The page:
ISSN (Print) - 0012-9976 | ISSN (Online) - 2349-8846

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Technology Diffusion through Foreign Direct Investment

A Unit-level Analysis of the Indian Manufacturing Industry

This study examines technology diffusion resulting from foreign direct investment in the domestic manufacturing sector in India, by employing unit-level panel data from 2000 to 2007, covering all medium- and large-size manufacturing enterprises. The attempt is to empirically capture evidence of FDI technology spillover effects through two key mechanisms: horizontal spillover and vertical spillover. Vertical spillover effects can be further divided into backward linkages and forward linkages. Technology diffusion can also be the result of both short- and long-term spillover effects.


The authors are grateful for the financial support from JSPS KAKENHI Grant Number 17H01652.

The innovation and diffusion of technology is crucial for econo­mic growth in developing countries. A key source of technology diffusion is through spillovers from foreign direct investment (FDI). FDI spillovers resulted in rapid economic growth in East Asian countries in the late 20th century, referred to as the East Asian Miracle (World Bank 1993). Several empirical studies have demonstrated the presence and effects of FDI spillovers by analysing aggregate industry-level data (for example, Blomström and Persson 1983; Blomström 1986; Kokko 1994, 1996) and firm-level data (for example, Javorcik 2004; Blalock and Gretler 2008; Javo­rcik and Spatareanu 2008, 2011; Liu 2008). However, some empirical studies have not found significant FDI spillover effects, such as Akinlo’s (2004) aggregate industry-level and firm-level analyses by Haddad and Harrison (1993), Aitken and Harrison (1999), and Bosco (2001).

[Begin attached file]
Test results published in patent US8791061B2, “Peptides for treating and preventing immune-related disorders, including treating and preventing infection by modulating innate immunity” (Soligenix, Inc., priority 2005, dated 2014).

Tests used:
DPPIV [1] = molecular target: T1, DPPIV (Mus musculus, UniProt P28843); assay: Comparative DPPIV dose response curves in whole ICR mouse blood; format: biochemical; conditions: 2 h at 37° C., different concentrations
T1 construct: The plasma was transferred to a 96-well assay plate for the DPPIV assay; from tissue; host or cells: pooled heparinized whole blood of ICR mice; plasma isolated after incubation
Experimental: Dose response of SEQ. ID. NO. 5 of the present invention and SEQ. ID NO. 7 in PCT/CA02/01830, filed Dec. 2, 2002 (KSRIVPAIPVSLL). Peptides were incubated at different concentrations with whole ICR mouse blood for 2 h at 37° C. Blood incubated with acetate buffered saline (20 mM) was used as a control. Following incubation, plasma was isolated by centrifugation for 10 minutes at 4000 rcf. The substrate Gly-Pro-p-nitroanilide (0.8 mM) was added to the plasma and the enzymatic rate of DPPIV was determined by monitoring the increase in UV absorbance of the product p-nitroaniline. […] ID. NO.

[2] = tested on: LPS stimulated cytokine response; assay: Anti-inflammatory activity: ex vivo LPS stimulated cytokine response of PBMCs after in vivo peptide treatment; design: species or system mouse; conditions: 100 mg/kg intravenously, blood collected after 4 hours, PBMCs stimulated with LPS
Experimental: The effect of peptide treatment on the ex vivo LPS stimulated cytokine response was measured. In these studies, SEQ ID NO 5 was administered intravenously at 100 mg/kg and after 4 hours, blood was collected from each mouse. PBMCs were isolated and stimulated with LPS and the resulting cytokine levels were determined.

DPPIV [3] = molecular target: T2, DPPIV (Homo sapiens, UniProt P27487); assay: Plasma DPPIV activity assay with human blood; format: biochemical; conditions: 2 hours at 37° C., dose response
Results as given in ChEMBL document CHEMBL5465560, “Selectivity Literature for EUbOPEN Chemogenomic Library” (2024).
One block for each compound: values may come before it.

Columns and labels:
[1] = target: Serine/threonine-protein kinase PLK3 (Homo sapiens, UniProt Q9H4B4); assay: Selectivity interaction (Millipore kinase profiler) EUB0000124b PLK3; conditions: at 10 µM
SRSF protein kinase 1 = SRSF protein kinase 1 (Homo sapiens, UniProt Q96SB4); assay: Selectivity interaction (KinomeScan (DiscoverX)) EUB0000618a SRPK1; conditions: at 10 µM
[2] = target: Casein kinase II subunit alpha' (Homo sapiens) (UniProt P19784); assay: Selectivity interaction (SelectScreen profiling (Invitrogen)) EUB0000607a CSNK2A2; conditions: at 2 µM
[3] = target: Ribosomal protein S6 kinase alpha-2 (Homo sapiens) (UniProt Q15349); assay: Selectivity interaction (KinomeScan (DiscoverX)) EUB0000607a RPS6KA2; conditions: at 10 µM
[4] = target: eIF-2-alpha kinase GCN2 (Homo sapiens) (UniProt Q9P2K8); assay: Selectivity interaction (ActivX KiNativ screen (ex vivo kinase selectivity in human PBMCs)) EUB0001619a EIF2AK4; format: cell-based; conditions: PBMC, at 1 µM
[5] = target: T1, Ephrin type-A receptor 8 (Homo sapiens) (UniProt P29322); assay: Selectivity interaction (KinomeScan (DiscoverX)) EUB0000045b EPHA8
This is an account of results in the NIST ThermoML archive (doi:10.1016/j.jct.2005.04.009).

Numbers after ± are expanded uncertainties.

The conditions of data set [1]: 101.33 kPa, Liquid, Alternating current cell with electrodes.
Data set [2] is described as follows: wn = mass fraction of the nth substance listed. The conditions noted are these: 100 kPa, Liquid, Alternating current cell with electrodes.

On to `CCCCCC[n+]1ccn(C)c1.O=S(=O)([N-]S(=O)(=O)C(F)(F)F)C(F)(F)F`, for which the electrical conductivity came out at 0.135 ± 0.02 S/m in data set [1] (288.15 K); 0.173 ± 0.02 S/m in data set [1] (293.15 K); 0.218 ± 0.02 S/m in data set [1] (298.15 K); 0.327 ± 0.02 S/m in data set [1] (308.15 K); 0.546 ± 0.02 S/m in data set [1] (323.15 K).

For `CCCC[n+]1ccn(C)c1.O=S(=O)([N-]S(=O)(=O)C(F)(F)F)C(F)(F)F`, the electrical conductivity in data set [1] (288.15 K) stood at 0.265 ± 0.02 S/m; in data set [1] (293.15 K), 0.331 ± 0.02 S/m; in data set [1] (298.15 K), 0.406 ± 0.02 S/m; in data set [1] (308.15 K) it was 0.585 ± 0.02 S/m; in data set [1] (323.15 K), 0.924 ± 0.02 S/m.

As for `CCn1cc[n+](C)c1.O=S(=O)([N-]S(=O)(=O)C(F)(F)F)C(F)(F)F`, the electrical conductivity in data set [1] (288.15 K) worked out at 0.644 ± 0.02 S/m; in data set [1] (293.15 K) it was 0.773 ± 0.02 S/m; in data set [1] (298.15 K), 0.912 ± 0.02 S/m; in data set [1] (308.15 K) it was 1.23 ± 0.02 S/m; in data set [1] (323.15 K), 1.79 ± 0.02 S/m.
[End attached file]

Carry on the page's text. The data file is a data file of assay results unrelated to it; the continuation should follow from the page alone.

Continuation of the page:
Considering these divergent findings, we examine FDI spillover effects in the manufacturing sector in India. FDI increased significantly in India after the 1991 Indian economic crisis and subsequent economic reform supported by an International Monetary Fund (IMF) stabilisation programme. India became an attractive FDI destination due to its large labour force, low production costs, and high technological innovation potential. India attracted substantial FDI inflow following this period of reform, and this inflow of FDI was a key factor in India’s rapid economic recovery and growth (National Council of Applied Economic Research 2009).

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Updated On : 25th Sep, 2021
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